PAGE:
'Punish bribe takers, not givers'
Chief Economic Advisor Kaushik Basu has come out with a novel concept for combating corruption by suggesting that bribe giving be made a legitimate activity, while bribe takers be accorded stringent punishment.delhi Updated: Mar 27, 2011 11:05 IST
Chief Economic Advisor Kaushik Basu has come out with a novel concept for combating corruption by suggesting that bribe giving be made a legitimate activity, while bribe takers be accorded stringent punishment.
Protection would prompt the bribe giver to cooperate with the law and help the authorities to get hold of bribe taker, Basu argued in a working paper on bribery.
Citing illustrations as to how people are harassed into paying bribes for the things they are legally entitled to, the paper said, "giver of a harassment bribe should have full immunity from any punitive action by the state."
Once the act of giving a bribe is made a legitimate activity, he said, "the interests of the bribe giver and the bribe taker will be at divergence. The bribe giver will be willing to cooperate in getting the bribe taker caught."
The main argument of the paper is that such a change in the law will cause a dramatic drop in the incidence of bribery, Basu said, adding that bribery is rampant in India and it is a scourge that deserves to be banished.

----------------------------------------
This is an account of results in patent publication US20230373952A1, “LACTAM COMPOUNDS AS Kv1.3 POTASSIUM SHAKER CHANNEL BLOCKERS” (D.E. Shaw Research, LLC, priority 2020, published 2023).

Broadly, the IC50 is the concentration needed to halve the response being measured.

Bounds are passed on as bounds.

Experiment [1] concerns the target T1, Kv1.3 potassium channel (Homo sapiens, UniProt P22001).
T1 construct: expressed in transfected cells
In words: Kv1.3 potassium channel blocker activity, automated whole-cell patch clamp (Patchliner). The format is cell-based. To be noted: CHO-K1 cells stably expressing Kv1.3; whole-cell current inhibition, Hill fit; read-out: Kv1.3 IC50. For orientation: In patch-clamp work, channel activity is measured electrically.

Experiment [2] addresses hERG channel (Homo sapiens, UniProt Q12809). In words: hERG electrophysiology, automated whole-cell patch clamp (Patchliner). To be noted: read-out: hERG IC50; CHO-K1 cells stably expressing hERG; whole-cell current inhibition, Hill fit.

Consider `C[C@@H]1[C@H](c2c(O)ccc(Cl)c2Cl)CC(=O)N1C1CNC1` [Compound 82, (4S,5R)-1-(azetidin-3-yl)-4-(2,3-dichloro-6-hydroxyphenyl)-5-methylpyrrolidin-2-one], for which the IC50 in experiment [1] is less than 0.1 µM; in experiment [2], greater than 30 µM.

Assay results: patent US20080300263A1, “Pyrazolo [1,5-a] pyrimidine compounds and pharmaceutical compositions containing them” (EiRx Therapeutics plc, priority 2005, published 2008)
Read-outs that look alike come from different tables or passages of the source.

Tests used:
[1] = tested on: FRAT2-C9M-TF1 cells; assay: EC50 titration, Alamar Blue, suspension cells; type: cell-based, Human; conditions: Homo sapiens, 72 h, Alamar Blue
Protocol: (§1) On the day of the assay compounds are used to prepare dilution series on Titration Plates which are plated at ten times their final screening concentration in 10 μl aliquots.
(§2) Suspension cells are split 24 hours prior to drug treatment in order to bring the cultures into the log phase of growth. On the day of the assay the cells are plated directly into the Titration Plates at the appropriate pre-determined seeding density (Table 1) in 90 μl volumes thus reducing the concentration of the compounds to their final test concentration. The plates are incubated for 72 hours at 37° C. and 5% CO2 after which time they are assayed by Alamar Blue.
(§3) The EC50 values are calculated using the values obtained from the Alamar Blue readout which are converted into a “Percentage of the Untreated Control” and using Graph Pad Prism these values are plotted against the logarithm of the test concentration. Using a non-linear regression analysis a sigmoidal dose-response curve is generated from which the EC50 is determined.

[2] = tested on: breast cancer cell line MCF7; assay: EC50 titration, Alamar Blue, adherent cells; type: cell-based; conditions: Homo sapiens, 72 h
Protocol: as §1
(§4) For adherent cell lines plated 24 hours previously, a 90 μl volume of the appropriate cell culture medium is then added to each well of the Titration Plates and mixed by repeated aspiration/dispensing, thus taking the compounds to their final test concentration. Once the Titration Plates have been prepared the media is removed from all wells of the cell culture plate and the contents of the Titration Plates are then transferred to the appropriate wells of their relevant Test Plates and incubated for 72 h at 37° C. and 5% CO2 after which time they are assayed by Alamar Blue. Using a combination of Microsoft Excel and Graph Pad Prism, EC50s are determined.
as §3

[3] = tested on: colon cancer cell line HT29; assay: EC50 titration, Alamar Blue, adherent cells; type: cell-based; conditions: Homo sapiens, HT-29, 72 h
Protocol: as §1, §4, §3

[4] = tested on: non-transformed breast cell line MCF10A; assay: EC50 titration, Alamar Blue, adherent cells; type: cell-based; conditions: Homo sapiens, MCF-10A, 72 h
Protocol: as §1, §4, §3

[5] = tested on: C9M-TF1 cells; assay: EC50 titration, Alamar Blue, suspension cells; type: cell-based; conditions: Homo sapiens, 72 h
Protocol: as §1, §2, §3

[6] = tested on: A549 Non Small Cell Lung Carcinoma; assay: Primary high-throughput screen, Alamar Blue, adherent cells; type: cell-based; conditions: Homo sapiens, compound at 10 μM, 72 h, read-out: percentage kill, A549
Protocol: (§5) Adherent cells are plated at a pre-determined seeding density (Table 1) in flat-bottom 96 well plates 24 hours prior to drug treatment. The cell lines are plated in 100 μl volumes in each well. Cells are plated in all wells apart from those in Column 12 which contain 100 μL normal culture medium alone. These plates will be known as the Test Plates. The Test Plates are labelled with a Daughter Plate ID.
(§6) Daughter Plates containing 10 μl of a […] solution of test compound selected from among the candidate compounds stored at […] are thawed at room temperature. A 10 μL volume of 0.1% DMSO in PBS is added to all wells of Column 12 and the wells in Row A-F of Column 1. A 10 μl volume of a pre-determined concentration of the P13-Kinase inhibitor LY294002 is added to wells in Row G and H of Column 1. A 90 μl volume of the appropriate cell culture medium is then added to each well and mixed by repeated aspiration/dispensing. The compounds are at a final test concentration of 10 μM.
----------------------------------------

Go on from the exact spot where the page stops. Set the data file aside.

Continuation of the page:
"Tackling this is a problem that has to be a joint effort of all wings of the government and also of all political parties and even civil society," he added.
In the post-bribe situation, Basu said it is in the interest of the bribe giver to have the bribe taker caught. Since the bribe giver will cooperate with the law, the chances are much higher of the bribe taker getting caught, he added.
"In fact, it will be in the interest of the bribe giver to have the taker get caught, since that way the bribe giver can get back the money she gave as bribe. Since the bribe taker knows this, he will be much less inclined to take the bribe in the first place," the paper said.
Basu, however, said it is not being argued here that the bribe giver be pardoned in retrospect.
"A retrospective pardon is like an amnesty; and barring rare exceptions, amnesties are not worth it. They encourage corrupt behavior by raising hopes of future pardon and corrodes a society‘s morals," he added.
Basu said the law should be changed so that, at the time of committing bribery, both parties know that the giver has immunity and that the taker not only has a heftier penalty but also has to return the bribe.